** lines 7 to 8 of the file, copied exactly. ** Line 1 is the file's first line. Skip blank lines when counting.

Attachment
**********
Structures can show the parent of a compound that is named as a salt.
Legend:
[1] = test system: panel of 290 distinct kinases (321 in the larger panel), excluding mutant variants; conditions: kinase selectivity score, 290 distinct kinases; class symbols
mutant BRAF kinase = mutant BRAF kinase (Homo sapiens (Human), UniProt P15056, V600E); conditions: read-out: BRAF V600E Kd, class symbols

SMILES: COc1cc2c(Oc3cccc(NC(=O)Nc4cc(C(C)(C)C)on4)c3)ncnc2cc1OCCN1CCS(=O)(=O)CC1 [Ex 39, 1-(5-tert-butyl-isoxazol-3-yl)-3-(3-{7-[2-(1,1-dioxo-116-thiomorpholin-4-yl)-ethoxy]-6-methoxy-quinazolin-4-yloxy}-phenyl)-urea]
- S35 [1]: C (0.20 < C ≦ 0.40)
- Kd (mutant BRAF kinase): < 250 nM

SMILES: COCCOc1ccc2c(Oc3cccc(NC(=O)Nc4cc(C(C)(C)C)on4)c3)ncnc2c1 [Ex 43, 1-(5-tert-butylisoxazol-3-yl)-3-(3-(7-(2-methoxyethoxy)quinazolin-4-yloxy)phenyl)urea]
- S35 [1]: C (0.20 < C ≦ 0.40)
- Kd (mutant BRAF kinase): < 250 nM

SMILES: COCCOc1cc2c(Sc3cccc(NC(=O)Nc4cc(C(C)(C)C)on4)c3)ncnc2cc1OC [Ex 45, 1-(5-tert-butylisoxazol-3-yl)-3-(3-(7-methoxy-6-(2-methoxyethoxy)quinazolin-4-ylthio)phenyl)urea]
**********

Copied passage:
- Kd (mutant BRAF kinase): < 250 nM

SMILES: COCCOc1ccc2c(Oc3cccc(NC(=O)Nc4cc(C(C)(C)C)on4)c3)ncnc2c1 [Ex 43, 1-(5-tert-butylisoxazol-3-yl)-3-(3-(7-(2-methoxyethoxy)quinazolin-4-yloxy)phenyl)urea]